Over the years I played basketball, I learned the importance of trust in my team. Athletes in general understand that winning at high levels means working with teammates and coaches to get better, to get stronger, and to share the highs and lows of a career. Trust within a team is critical and it is cultivated over time. Trust is especially valuable when the team must push through particularly hard times or lean into unfamiliar new territory.
An essential tool for building trust for all successful teams is the talk that goes on in training and within the context of competition. Great teams in all sports engage in the practice of talking to each other. It could be the obvious kinds of talk that comes from a coach who is giving direction, giving feedback on skills, or offering words of motivation. In my experience it also included the talk that occurred between teammates. After a huddle where we would shout a regular cheer reminding ourselves of our team belonging and pride. After an amazing play, where we would collectively shout words of affirmation to our teammate. In a period of training or a game where we could see the energy flagging and we wanted to lift each other’s spirits. These words were exchanged to encourage, to motivate, to focus and they occurred every day.
Another way talking would occur in the context of my basketball days was while executing our offense and defense. During a game, phrases like “Mine!” or “I’ve got it!” or “Ball!” were constantly streaming out of our mouths. In basketball, as a player, you have both a role and function unique to your position on the team, and as a part of the larger strategy and tactic. Our talk on the court was a way of acknowledging each other. Our talk on the court reminded us that we were all here, both as individuals and a team, shifting and adjusting to whatever the situation required. As the game required us to pivot and move, whether on defense or offense, the chatter from teammates added to the cohesion.
The talk occurring on your team also contributes to the sense of connectedness and trust. While certainly the talk that occurs in the arena of sport can seem different than the talk that occurs in your workplace, still the value of talk as a tool for building cohesion and trust is no less significant. Especially in the context of remote or hybrid teams, the talk on a team is the most valuable tool for building cohesion. The kind of talk that builds connectedness and trust is relevant to what is happening right now. The kind of talk that builds trust directly addresses what needs to get done to be successful and acknowledges the psychological and emotional state of teammates.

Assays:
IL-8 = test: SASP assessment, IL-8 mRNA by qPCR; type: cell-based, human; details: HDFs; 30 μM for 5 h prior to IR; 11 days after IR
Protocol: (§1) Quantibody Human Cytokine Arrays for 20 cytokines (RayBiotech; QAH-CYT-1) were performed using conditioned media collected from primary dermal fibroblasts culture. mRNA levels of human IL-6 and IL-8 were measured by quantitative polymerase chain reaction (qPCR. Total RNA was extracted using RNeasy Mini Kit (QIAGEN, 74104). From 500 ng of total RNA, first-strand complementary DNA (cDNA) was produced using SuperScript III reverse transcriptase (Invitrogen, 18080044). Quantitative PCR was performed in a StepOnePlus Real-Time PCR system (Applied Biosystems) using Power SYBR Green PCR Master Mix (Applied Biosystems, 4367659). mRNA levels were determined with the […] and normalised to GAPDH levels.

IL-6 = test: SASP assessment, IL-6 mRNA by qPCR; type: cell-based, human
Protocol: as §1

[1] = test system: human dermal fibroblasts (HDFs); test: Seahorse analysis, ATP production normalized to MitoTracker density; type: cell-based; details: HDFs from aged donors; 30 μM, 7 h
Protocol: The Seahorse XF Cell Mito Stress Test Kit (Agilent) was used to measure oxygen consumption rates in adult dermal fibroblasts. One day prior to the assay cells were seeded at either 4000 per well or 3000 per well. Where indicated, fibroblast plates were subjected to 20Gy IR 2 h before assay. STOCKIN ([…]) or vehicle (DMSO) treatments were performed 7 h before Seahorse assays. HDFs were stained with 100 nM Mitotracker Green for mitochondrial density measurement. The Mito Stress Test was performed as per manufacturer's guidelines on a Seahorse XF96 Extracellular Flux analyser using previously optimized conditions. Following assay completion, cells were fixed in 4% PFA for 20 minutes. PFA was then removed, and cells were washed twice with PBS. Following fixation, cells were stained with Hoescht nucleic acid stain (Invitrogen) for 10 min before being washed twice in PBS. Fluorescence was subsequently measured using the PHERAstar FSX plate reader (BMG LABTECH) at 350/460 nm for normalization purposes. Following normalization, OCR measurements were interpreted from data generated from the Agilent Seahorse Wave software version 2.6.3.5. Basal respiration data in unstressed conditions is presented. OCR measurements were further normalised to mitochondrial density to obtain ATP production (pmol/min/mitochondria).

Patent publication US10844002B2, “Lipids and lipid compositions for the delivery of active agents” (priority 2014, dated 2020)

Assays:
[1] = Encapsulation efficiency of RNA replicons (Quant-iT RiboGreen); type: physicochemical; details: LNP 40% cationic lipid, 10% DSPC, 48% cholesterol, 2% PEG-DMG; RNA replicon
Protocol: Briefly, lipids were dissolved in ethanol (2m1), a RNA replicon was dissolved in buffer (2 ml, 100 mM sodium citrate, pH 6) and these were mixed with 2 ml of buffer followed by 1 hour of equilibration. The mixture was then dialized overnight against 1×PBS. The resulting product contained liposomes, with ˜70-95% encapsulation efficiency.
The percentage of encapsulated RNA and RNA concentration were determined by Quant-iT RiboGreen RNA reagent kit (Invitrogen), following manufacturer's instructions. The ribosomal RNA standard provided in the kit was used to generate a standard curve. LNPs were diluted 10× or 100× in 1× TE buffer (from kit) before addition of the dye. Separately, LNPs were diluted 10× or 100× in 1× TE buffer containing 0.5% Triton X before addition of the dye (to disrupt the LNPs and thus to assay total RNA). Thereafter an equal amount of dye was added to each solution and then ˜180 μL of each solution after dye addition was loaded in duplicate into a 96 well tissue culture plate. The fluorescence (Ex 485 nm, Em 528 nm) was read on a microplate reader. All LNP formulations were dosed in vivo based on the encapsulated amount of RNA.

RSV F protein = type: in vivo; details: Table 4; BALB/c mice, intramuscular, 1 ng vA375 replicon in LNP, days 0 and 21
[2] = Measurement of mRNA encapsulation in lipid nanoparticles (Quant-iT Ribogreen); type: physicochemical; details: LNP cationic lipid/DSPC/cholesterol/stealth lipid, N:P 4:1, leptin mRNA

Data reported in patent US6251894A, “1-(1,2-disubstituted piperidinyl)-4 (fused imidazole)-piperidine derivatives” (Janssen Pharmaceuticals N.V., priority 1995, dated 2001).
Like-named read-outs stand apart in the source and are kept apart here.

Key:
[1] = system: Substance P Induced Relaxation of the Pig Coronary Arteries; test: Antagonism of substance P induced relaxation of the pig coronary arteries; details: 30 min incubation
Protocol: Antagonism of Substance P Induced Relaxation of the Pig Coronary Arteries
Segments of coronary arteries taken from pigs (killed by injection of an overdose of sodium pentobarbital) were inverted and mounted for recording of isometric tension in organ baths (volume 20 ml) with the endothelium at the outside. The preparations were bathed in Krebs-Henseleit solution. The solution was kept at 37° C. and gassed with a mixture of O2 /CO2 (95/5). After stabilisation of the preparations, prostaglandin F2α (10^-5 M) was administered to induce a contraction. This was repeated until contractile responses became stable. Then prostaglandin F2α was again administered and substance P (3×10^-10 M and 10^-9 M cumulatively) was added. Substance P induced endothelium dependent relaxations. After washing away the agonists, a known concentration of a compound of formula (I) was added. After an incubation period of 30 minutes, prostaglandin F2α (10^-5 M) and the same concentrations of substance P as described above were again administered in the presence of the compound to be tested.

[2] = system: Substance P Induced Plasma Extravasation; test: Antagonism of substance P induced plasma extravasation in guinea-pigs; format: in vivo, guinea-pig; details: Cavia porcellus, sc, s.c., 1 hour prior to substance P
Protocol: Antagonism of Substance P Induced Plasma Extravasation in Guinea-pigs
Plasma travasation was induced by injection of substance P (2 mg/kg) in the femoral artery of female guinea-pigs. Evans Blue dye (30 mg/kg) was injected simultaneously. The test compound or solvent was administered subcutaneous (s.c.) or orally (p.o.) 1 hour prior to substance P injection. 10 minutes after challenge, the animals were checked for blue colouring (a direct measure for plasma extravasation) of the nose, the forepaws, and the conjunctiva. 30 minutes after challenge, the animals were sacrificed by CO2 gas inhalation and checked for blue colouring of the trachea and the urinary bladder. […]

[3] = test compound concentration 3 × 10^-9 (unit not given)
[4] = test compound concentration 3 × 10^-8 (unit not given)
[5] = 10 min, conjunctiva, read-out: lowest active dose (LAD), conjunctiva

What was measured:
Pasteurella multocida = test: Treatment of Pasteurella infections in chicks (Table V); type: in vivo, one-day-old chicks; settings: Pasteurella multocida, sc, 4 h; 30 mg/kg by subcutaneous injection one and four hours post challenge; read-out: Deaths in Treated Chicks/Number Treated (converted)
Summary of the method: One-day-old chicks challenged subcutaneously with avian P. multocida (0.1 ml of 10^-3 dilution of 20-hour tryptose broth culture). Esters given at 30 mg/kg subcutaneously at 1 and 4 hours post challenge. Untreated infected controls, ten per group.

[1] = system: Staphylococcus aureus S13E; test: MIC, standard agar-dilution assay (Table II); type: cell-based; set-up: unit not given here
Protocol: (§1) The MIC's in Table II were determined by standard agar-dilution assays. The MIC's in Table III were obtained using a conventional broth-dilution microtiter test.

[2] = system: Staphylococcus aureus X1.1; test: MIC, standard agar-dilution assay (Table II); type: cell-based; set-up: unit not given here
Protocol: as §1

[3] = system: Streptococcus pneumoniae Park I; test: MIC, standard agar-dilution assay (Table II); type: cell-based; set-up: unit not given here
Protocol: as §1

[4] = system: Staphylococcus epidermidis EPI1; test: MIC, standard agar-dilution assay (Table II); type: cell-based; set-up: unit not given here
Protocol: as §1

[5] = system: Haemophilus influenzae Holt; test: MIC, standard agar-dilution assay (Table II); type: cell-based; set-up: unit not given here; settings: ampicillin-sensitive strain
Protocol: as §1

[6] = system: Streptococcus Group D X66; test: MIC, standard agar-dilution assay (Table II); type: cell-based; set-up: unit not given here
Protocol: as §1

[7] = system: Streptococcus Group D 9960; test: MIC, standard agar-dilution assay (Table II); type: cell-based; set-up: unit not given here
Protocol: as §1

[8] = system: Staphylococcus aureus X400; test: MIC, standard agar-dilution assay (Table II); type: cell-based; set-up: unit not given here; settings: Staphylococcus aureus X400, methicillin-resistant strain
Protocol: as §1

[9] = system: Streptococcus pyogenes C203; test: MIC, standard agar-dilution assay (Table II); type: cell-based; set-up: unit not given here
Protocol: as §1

The talk taking place on your team can also bolster confidence or help refocus in difficult times. This kind of talk can occur formally (like a well composed business-wide email) or informally (like an impromptu acknowledgement of your team’s resilience on a tough project). This is the kind of talk that reminds people of what your team stands for and what your purpose is. When teammates are feeling nervous about an upcoming change, or are feeling discouraged during a challenging season, the talk on your team can be crucial in enduring and thriving together.
Oracle Guided Learning helps you maximize the opportunities to talk to your team and for your team to talk to you. As a best-in-class digital adoption tool, OGL helps you build trust and foster your team’s confidence within your Oracle Cloud applications. Consider how the following features help you talk to your team amid the action:
Organizations who value trust will leverage many tools to foster communication with their employees. Oracle Guided Learning ensures you can talk with your team in your Cloud applications, where the action is taking place.
For more information, please visit us on our website.
Janae’s career has been focused on training, adult learning, systems leadership, and change management. She has her doctorate in Organizational Leadership from Pepperdine University and her Masters in Learning Technology from Sacramento State University. For her undergraduate, she attended University of California, Davis, where she also played basketball for four years. She also had the good fortune to play basketball professionally for the Club Olympique du Puy en Velay in France.